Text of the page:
My Son Likes Pink

Anthony walked into the kitchen, hopped up on his breakfast stool. He began his morning ritual of talking our ear off as Papa prepared breakfast and I worked on getting my lunch together for work. As I glanced over at Anthony, I noticed Anthony was twirling a necklace in his fingers. A pink necklace.

“Anthony – Where did you get that necklace?”

“Oh, I found it.”

“You found it?” I asked skeptically. I was convinced my 11 year old son must be currently “dating” and was wearing his girlfriend’s necklace. A little unconventional but who was I to judge?

“Yeah – I found it at school. It attaches by a magnet! Isn’t that cool!?!”

Ahhh… I got it. The coolness of the magnet over-powered the fact that the necklace was pink. And from that point on, I rarely saw Anthony without that particular necklace around the house. I wondered if the other kids at school teased him at all about the necklace. But knowing Anthony, he wasn’t one to care what other people said about him.

A week later, I walked into Anthony’s room and saw his bed was covered with the pink polka dot blanket that we had originally purchased to use as a beach blanket. I laughed. When he walked into the room, he took one defense look towards me and proclaimed “I was cold!”

“What about your dragon blanket?” I had originally bought him a dragon duvet cover with a super “manly” dragon breathing fire.

“Oh – that one isn’t as warm as the pink blanket.”

I laughed. “You could always put the dragon blanket over it.” He shrugged. Well, okay. If he didn’t care, I wasn’t going to care!

Time after time, I’ve seen Anthony turn “color blind” to colors that would typically be seen as “girly”. While Ethan has a set understanding that boys like blue and girls like pink, Anthony just doesn’t seem to care. If the blanket gets the job done, who cares what color

20110330-044704.jpg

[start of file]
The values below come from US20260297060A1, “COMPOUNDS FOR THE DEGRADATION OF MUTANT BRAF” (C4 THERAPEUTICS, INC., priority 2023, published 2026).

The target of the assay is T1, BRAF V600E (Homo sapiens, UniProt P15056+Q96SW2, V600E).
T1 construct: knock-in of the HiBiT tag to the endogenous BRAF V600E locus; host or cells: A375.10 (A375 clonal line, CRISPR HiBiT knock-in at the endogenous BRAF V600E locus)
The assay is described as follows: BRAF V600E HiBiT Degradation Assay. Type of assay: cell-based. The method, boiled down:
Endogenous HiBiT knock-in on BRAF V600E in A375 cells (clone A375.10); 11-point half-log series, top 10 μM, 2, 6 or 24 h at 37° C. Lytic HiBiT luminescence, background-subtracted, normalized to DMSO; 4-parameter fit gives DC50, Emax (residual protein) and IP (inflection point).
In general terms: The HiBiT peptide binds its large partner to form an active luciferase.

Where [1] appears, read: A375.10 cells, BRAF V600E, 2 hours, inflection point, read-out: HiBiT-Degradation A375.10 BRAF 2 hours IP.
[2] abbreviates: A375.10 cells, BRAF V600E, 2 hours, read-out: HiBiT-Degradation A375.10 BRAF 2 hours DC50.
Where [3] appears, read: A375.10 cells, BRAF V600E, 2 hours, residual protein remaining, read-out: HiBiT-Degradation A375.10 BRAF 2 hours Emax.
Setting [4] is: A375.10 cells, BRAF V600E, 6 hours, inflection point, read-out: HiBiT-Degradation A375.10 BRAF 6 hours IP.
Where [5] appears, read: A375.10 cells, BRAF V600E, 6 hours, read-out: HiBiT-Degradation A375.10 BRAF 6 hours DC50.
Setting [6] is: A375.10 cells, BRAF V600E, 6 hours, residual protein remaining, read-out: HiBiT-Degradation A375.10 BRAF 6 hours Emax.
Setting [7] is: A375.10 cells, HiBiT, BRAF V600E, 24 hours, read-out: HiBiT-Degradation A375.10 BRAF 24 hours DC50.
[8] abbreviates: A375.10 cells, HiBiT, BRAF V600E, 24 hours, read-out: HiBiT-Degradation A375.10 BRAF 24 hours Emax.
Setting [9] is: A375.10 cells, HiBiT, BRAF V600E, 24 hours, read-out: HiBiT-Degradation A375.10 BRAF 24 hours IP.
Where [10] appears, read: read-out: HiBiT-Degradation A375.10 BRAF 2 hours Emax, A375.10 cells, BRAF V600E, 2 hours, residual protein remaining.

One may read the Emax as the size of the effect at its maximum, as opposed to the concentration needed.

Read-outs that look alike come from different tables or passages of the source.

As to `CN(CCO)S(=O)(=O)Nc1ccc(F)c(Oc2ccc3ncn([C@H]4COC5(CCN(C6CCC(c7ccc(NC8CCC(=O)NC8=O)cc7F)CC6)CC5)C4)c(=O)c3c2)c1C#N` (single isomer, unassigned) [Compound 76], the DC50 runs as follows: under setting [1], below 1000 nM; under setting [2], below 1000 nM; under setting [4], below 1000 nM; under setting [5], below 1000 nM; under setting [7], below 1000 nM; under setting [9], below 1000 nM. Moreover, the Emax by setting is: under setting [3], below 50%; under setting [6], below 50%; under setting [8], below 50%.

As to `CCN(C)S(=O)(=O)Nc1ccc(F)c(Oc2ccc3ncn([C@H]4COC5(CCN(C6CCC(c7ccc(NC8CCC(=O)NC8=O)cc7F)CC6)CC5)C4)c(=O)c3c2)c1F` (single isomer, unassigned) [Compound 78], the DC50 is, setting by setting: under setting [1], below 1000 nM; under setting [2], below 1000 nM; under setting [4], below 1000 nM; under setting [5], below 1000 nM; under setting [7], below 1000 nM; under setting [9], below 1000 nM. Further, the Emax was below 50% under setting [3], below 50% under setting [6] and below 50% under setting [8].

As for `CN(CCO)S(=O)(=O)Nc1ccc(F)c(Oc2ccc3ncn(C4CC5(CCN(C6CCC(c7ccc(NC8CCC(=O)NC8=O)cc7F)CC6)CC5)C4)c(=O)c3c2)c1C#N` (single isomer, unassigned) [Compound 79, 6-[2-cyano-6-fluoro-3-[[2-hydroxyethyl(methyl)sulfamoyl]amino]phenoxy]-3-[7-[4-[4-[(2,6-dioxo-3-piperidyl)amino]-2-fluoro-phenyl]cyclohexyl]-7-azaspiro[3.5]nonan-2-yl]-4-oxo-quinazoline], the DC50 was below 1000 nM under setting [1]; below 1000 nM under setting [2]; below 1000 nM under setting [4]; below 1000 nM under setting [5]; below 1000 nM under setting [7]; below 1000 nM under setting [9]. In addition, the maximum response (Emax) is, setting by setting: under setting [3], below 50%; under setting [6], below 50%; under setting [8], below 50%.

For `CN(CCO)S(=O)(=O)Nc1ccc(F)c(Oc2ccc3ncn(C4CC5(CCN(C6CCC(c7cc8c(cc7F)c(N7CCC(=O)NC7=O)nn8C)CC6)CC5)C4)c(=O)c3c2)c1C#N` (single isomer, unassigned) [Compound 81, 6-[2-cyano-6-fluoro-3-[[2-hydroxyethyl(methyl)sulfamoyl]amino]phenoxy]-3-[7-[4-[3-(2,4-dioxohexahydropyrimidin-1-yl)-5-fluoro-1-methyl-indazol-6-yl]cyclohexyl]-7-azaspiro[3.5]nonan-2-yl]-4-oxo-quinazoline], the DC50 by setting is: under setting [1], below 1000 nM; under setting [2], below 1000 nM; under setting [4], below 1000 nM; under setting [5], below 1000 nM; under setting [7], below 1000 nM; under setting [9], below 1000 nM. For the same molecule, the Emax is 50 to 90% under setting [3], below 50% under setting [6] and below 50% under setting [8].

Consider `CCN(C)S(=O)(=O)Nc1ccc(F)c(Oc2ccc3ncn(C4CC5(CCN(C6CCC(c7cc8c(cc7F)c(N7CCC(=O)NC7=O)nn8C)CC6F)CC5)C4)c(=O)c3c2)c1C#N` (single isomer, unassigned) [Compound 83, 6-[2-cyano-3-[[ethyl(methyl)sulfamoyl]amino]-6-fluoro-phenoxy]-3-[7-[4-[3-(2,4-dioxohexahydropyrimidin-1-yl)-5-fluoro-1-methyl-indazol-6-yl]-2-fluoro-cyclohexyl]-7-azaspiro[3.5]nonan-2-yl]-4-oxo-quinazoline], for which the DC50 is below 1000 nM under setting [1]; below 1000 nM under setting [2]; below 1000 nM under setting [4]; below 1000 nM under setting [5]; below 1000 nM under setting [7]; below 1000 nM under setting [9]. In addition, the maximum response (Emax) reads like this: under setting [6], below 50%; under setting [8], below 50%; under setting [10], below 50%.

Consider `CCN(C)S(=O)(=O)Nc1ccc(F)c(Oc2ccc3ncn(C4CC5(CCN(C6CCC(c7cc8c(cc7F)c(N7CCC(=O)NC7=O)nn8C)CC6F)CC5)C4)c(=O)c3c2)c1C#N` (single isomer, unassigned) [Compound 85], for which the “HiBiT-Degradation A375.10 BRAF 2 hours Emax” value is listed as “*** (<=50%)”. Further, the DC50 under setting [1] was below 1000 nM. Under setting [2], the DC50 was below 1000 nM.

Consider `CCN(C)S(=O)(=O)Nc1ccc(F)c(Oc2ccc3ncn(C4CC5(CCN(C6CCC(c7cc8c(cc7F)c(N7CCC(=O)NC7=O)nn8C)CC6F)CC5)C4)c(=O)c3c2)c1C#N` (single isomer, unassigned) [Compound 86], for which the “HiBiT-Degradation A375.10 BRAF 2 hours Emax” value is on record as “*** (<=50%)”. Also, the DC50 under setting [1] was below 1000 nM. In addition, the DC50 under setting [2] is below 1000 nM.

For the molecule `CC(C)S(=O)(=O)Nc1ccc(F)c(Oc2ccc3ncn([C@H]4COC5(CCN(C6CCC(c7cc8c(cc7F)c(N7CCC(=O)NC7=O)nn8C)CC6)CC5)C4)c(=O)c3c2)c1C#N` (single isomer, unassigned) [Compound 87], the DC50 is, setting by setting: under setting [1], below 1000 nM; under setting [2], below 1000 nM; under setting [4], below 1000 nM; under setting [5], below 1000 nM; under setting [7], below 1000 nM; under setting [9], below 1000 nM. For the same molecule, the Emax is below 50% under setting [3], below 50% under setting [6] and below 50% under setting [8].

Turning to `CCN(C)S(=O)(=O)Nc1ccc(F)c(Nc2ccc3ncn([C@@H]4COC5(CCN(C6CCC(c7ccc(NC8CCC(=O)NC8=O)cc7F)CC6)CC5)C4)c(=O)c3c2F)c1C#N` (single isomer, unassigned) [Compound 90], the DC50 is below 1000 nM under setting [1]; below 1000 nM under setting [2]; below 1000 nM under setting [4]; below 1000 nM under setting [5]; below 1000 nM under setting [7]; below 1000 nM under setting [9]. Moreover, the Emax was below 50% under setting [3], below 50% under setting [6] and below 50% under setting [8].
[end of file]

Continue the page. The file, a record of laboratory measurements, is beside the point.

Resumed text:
"So what if it's pink!!"

it is? While he’d prefer to have everything in his room black, falling asleep under a pink polka dot blanket isn’t going to ruin his day. (In contrast, Ethan would have an ultimate melt down if I were to ever suggest such a thing!)

With this blog post in my mind, I asked Anthony if he would pose with a bright pink car. After taking the picture, he turned to me and said, “You’re not going to post this on Facebook are you!?!”

“No – I was going to put it on our blog.”

“What!?”

“Well, I was thinking of explaining how you don’t seem to care what color things are. If it’s useful, you’re going to use it!”

He nodded thoughtfully. “That is so true. Alright, post it!”

That’s my boy….

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7 Comments (+add yours?)

  1. Sara
    Apr 05, 2011 @ 10:19:34

    Rock on, Anthony. ❤

    Reply

  2. MAC
    Apr 05, 2011 @ 10:23:14

    Maybe he’s a future rock star ala Duran Duran.

    Reply

  3. krisha
    Apr 05, 2011 @ 10:32:42

    future artist right there 🙂

    Reply

  4. Andi
    Apr 05, 2011 @ 11:09:09

    Anthony – you go with your color-blindness. . . awesome.

    Reply

  5. Mia Stringer
    Apr 05, 2011 @ 11:16:21

    On tour this past weekend a little 4 yr old and him mom came up and wanted a purple bracelet because purple was his FAVORITE color. And they fully embraced it! I love it! Who care what color shit is. Men rock pink shirts all the time and look damn sexy! Work it Anthony!

    Reply

  6. Reboloke
    Apr 06, 2011 @ 11:35:14

    Awesome! I hate it when people make assumptions and accusations about certain colors being “boy colors” or “girl colors.” If you like a color you like a color, it has nothing to do with gender or what bits you have between your legs.

    Also did you know pink used to be considered a boy color? It was a lighter shade of red, which was seen as an aggressive “boy” color, where blue was the softer gentler color and seen as more appropriate for girls.

    Reply

  7. Jen
    Jan 06, 2012 @ 11:40:57

    Brilliant. This is how we parent: we take our cues from our children, and we teach them, regardless of gender, that color is less important the utility or affinity or passion. Well done, you guys! You read my post about Legos, so I’ll spare you the diatribe. And couldn’t we take a lesson from your son and apply it to human relations? Skin color, religion, culture? Nothing matters so much as our humanity.

    Reply

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